- The Southern Nevada Health District help line is staffed during business hours, Monday through Friday, from 8 a.m. to 4:30 p.m. For help or to get questions answered related to a second-dose appointment, call (702) 759-1900.
- The state's vaccination call center is open daily from 7 a.m. to 8 p.m. at (800) 401-0946 to answer questions and assist those who may need help making an appointment.
It is recommended that the second dose of vaccine should be administered as close to the 21- and 28-day intervals as possible. However, based on current guidance, second doses of both the Pfizer and Moderna vaccines can be administered up to six weeks after the first dose. The vaccines are not interchangeable.
Additional CDC Information
Additional information about the COVID-19 vaccine is available on the Centers for Disease Control and Prevention website at www.cdc.gov/coronavirus/2019-ncov/transmission/variant.html. More information about COVID-19, including case updates, vaccination clinics, and available resources is available on the Health District website at www.SNHD.info/covid.
A list of current SNHD locations with their closest RTC route(s) can be found on the RTC’s coronavirus resource page. Use the rideRTC app to view maps, routes, arrival times and pay for your contactless fixed route trip. You can even see the real-time passenger capacity of your bus on the Transit app.
Earlier this year, the DOI passed both an emergency and permanent regulations to ensure there would be no out-of-pocket costs to Nevadans’ covered by health insurance for COVID-19 testing and vaccinations.
This means consumers who have coverage with individual health plans, small group plans, large group plans, and catastrophic plans will be covered to receive the COVID-19 vaccine without any co-payment, co-insurance, or other form of cost-sharing, including the cost of administering the vaccine. Nevadans who are insured by entities not regulated by DOI may still be covered to receive the vaccine by federal law.
Consumers who are unsure what type of health plan they have are encouraged to contact their employer or health insurance company first. For other questions regarding health insurance coverage, contact DOI’s Consumer Services via email at firstname.lastname@example.org or call 888-872-3234.
The vaccine is free for the (insert number of) Nevadans insured through Nevada Health Link plans. Nevada Health Link is the only place Nevadans can qualify for subsidies to help offset the costs of monthly premiums, and four out of five Nevadans who purchase a plan on Nevada Health Link qualify for financial assistance (tax credits). All plans offered through the Exchange cover the 10 “essential health benefits,” including pre-existing conditions and all COVID-19-related diagnosis and treatment. Consumers must enroll in a plan by Dec. 31, 2020, to have health coverage effective on Jan. 1, 2021. Anyone who enrolls between Jan. 1 and Jan. 15 will have coverage effective on Feb. 1, 2021. For more information go to NevadaHealthLink.com or call 800-547-2927.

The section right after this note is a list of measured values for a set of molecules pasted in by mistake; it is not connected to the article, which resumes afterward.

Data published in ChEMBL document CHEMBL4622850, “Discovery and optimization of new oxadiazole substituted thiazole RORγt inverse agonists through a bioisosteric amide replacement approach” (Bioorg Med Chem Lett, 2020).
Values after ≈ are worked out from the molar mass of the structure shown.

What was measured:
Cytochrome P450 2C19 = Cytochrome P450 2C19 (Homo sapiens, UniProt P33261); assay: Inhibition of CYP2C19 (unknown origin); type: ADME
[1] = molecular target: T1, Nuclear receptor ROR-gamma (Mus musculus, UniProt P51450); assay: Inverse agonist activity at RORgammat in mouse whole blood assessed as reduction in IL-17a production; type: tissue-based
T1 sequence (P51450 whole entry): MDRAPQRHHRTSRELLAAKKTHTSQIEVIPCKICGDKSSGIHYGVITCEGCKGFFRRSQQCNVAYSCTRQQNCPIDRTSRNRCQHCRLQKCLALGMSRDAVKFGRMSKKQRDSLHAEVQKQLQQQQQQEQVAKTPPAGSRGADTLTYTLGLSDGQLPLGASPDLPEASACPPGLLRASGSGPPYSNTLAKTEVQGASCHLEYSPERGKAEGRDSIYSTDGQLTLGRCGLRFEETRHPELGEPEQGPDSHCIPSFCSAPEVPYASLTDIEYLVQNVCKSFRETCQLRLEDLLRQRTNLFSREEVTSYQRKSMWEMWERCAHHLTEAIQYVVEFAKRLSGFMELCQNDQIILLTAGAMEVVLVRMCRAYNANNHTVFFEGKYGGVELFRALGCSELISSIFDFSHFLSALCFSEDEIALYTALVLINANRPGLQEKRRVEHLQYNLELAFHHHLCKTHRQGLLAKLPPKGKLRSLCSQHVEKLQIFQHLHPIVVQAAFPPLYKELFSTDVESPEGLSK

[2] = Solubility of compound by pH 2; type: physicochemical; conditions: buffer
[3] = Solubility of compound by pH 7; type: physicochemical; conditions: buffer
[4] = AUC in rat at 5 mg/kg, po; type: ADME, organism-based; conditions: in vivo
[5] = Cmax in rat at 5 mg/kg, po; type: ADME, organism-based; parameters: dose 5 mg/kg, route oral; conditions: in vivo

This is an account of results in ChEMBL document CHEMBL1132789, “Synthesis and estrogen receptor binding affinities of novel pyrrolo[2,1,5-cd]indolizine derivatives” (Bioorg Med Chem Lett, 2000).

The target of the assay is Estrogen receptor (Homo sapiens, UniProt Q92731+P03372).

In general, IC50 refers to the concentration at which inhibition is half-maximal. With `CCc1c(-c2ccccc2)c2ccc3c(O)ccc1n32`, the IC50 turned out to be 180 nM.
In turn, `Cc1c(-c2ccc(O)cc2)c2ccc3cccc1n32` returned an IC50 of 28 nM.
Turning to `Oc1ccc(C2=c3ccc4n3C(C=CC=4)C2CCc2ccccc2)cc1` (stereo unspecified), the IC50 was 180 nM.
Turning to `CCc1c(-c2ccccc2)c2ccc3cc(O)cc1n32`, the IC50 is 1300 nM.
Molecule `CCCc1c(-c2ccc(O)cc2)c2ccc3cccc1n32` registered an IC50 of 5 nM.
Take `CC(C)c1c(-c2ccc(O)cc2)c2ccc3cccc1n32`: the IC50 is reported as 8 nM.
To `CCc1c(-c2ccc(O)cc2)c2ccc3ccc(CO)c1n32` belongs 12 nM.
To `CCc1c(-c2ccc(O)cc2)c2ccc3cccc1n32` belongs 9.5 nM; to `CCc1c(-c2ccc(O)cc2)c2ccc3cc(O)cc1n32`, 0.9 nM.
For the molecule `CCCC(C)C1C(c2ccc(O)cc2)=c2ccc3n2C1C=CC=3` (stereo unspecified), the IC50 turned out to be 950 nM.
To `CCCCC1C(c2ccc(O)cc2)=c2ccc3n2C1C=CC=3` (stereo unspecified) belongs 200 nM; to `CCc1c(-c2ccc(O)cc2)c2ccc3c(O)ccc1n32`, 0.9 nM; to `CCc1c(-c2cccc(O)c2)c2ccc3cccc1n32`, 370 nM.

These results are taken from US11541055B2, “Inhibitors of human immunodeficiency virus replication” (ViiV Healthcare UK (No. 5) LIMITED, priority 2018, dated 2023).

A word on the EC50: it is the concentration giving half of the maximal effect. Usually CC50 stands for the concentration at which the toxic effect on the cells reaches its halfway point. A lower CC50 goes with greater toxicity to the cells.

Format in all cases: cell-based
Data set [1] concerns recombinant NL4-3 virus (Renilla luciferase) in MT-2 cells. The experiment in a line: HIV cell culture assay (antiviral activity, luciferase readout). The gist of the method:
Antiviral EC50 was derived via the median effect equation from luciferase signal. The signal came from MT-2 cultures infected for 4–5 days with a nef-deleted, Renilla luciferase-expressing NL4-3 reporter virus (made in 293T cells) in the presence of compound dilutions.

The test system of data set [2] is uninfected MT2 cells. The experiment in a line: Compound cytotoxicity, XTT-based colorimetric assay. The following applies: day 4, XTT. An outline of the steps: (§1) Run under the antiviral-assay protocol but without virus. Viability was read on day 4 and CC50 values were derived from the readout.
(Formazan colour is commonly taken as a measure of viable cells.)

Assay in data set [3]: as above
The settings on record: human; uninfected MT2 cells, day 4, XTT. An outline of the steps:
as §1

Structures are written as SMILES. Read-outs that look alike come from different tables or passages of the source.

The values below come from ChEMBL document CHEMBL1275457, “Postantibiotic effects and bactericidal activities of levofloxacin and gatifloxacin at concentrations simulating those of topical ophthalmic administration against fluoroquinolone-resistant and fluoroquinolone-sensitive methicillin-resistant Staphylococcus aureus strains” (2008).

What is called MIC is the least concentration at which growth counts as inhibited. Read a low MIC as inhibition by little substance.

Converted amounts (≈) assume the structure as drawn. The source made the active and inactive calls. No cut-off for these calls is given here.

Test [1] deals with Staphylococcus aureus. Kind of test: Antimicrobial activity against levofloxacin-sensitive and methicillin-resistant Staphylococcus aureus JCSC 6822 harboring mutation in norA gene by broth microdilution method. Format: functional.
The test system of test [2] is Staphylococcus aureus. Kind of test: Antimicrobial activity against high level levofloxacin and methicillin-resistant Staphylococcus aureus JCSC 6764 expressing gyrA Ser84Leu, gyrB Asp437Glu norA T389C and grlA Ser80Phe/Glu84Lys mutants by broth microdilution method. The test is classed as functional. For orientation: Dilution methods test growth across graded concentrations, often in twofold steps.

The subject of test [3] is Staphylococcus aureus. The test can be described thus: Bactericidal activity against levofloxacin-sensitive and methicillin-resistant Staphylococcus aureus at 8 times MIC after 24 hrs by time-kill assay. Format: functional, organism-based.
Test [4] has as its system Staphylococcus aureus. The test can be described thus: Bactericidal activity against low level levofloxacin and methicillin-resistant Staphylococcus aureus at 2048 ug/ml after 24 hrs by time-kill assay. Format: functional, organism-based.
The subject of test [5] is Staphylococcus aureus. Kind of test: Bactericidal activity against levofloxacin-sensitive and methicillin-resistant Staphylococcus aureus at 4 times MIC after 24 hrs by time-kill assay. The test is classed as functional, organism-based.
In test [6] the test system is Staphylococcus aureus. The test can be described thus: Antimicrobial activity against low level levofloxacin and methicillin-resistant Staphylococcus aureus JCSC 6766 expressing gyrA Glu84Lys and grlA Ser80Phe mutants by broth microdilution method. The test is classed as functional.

Nevada Medicaid is offering Medicaid recipients a flexible same-day transportation service with a variety of options including gas mileage reimbursement, bank card funding to take the bus, and, in most instances, same-day rides from ride services. Information is available in English and Spanish at https://www.immunizenevada.org/county-specific-covid-19-vaccine-plan under Appointment Resources or by calling 1-844-879-7341.
Here are the steps to follow to plan ahead:
- Step one: Check NVCovidFighter.org daily to find out when and where vaccines may be available in your county and schedule an appointment.
- Step two: Plan transportation. The flyer available here describes who is eligible for transportation through Medicaid and how to schedule.
- Step three: Get the vaccine and continue social distancing, frequent hand washing and mask-wearing.
- Step four: Plan transportation for the second dose of the vaccine.
It is always Open Enrollment for Nevada Medicaid. Apply at https://accessnevada.dwss.nv.gov/. Non-citizens and the uninsured can receive COVID-19 services through federally qualified health centers: www.nvpca.org/health-centers.
Nevadans who do not have health insurance can go to https://www.nevadahealthlink.com/ to see if they qualify and find free local assistance from a certified broker or navigator. Nevada Health Link applications include review for coverage by Medicaid and many other providers. The uninsured may also seek the assistance of a Federally Qualified Health Center.
Additionally, note that it is always Open Enrollment for Nevada Medicaid. Apply at https://accessnevada.dwss.nv.gov/. Non-citizens and the uninsured can receive COVID-19 services through federally qualified health centers: www.nvpca.org/health-centers.
According to Nevada Regulation 054-20, all health insurers are prohibited from imposing cost-sharing or medical management techniques to restrict access to COVID-19 screening, testing, or vaccines. People who are insured and are charged for COVID-related services should report the case to the Nevada Insurance Commissioner and the case may be referred for investigation. Patients can file a complaint at https://doi.nv.gov/Consumers/File-A-Complaint/.